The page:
It had been alledged (by Mr. Patterson) that the Confederation having been formed by unanimous consent, could be dissolved by unanimous Consent only Does this doctrine result from the nature of compacts? does it arise from any particular stipulation in the articles of Confederation? If we consider the federal union as analagous to the fundamental compact by which individuals compose one Society, and which must in its theoretic origin at least, have been the unanimous act of the component members, it cannot be said that no dissolution of the compact can be effected without unanimous consent. a breach of the fundamental principles of the compact by a part of the Society would certainly absolve the other part from their obligations to it.3 If the breach of any article by any of the parties, does not set the others at liberty, it is because, the contrary is implied in the compact itself, and particularly by that law of it, which gives an indefinite authority to the majority to bind the whole in all cases. This latter circumstance shews that we are not to consider the federal Union as analogous to the social compact of individuals: for if it were so, a Majority would have a right to bind the rest, and even to form a new Constitution for the whole, which the Gentn: from N. Jersey would be among the last to admit. If we consider the federal union as analogous not to the 〈social〉 compacts among individual men: but to the conventions among individual States. What is the doctrine resulting from these conventions?4 Clearly, according to the Expositors of the law of Nations, that a breach of any one article, by any one party, leaves all the other parties at liberty, to consider the whole convention as dissolved, unless they choose rather to compel the delinquent party to repair the breach. In some treaties indeed it is expressly stipulated that a violation of particular articles shall not have this consequence, and even that particular articles shall remain in force during war, which in general is understood to dissolve all susbsisting Treaties. But are there any exceptions of this sort to the Articles of confederation? So far from it that there is not even an express stipulation that force shall be used to compell an offending member of the Union to discharge its duty. He observed that the violations of the federal articles had been numerous & notorious. Among the most notorious was an Act of N. Jersey herself; by which she expressly refused to comply with a constitutional requisition of Congs. — and yielded no farther to the expostulations of their deputies, than barely to rescind her vote of refusal without passing any positive act of compliance. He did not wish to draw any rigid inferences from these observations. He thought it proper however that the true nature of the existing confederacy should be investigated, and he was not anxious to strengthen the foundations on which it now stands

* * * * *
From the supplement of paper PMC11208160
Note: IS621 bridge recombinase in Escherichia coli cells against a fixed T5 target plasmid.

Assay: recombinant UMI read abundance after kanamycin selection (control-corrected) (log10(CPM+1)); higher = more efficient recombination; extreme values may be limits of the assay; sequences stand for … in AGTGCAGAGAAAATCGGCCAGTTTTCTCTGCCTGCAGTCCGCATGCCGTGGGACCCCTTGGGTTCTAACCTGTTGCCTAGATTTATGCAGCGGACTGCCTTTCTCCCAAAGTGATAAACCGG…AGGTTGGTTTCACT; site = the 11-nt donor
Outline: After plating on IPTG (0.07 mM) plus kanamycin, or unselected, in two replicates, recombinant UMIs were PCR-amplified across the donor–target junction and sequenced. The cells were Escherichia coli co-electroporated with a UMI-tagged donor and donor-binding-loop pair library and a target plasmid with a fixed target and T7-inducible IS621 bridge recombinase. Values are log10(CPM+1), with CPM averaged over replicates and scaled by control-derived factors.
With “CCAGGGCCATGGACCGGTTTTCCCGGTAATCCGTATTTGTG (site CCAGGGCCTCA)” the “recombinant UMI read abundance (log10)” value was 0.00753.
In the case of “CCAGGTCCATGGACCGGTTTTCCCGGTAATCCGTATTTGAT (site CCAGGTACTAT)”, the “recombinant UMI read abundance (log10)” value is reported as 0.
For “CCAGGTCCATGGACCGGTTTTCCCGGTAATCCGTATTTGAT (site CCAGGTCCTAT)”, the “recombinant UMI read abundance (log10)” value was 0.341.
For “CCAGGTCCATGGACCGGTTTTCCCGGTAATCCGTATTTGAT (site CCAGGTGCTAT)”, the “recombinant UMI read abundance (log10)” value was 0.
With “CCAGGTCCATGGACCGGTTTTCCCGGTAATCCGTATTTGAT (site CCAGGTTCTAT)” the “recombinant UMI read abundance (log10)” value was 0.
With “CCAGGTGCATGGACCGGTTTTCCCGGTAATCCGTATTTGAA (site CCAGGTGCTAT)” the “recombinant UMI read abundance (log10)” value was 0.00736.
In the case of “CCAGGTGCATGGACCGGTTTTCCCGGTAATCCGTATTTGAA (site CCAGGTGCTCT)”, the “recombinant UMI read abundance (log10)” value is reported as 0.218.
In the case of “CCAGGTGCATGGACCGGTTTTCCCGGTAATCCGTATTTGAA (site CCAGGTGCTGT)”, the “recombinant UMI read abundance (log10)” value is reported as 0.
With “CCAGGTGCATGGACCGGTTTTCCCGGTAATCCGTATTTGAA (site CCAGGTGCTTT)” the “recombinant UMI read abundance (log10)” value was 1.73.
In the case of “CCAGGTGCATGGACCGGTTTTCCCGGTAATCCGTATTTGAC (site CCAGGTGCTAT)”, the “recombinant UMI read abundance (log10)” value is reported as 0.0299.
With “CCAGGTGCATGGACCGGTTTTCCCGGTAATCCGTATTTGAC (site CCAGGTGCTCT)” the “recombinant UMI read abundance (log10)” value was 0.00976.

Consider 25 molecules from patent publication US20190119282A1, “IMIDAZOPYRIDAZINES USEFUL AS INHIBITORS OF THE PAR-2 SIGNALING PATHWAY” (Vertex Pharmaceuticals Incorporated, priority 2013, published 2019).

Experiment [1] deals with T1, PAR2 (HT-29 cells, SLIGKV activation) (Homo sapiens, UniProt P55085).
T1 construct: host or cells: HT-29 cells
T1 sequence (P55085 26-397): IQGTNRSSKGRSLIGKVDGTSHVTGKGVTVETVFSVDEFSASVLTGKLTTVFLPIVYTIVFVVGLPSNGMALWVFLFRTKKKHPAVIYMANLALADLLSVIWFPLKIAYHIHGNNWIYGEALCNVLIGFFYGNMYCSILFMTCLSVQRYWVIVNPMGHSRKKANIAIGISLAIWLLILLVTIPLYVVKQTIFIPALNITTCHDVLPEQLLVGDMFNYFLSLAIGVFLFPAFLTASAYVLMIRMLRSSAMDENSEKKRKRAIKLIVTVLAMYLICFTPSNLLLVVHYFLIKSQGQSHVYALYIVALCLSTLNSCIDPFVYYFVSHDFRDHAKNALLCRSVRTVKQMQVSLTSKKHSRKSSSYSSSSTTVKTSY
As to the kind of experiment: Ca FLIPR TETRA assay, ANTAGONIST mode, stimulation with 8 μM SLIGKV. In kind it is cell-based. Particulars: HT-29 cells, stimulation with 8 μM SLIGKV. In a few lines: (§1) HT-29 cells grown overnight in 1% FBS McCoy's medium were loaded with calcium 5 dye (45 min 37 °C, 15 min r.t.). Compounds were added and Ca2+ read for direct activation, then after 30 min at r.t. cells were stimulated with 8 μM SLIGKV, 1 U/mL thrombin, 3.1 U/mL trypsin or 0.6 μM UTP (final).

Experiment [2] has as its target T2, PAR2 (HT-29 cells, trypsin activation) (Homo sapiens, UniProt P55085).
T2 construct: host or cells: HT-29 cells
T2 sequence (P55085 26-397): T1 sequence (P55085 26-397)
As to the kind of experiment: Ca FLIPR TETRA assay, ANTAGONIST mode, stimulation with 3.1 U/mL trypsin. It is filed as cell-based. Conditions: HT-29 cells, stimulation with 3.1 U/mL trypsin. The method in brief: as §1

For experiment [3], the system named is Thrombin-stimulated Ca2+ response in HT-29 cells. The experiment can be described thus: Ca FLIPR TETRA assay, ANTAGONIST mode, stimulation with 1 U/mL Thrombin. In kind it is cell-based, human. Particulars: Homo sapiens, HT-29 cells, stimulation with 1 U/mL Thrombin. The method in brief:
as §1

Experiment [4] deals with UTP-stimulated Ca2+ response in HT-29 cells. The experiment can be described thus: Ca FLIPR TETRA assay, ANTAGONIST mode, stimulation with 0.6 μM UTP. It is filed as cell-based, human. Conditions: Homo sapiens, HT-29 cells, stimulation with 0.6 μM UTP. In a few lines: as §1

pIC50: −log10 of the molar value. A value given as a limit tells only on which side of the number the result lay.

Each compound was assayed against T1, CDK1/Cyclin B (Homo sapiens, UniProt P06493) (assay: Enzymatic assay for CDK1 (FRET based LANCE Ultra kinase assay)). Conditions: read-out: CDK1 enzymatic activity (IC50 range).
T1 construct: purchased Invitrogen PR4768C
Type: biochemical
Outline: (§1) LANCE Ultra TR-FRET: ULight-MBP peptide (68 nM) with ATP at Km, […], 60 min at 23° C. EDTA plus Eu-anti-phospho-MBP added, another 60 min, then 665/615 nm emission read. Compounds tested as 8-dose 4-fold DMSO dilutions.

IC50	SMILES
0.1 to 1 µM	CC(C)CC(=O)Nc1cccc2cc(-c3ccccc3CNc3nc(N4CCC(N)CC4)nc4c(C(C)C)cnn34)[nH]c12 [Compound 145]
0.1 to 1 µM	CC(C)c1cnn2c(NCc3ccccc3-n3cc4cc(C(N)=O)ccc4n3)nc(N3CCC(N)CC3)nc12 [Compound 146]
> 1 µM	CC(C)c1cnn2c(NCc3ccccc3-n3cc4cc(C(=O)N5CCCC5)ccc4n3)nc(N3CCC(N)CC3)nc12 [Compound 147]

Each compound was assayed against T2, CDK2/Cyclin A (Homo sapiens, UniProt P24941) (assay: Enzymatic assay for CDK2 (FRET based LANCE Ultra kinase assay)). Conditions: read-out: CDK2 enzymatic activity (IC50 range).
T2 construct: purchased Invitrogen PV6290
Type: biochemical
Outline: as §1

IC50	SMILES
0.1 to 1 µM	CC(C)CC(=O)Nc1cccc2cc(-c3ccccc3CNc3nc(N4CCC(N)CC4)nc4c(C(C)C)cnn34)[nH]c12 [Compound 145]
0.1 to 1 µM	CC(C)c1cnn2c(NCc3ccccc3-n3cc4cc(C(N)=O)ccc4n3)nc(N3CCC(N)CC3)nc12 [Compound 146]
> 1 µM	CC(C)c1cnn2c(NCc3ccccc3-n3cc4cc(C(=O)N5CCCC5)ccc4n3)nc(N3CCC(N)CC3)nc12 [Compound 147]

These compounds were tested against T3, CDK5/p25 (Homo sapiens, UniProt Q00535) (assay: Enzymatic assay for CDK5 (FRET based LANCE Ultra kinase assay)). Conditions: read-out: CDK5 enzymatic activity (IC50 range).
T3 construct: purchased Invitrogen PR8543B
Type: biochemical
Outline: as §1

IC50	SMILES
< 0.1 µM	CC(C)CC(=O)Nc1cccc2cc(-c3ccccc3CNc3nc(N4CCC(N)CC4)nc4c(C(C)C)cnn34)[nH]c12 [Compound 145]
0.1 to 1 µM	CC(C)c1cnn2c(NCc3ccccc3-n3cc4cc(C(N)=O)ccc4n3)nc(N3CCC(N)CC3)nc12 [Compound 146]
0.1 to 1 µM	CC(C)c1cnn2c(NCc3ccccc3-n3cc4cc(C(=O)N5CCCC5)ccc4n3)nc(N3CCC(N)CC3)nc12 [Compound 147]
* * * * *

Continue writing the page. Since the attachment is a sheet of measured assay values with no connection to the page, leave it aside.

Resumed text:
Proceeding to the consideration of Mr. Patterson’s plan, he stated the object of a proper plan to be twofold. 1. to preserve the Union. 2. to provide a Governmt. that will remedy5 the evils felt by the States6 both in their united and individual capacities. Examine Mr. P.s plan, & say whether it promises satisfaction in these respects.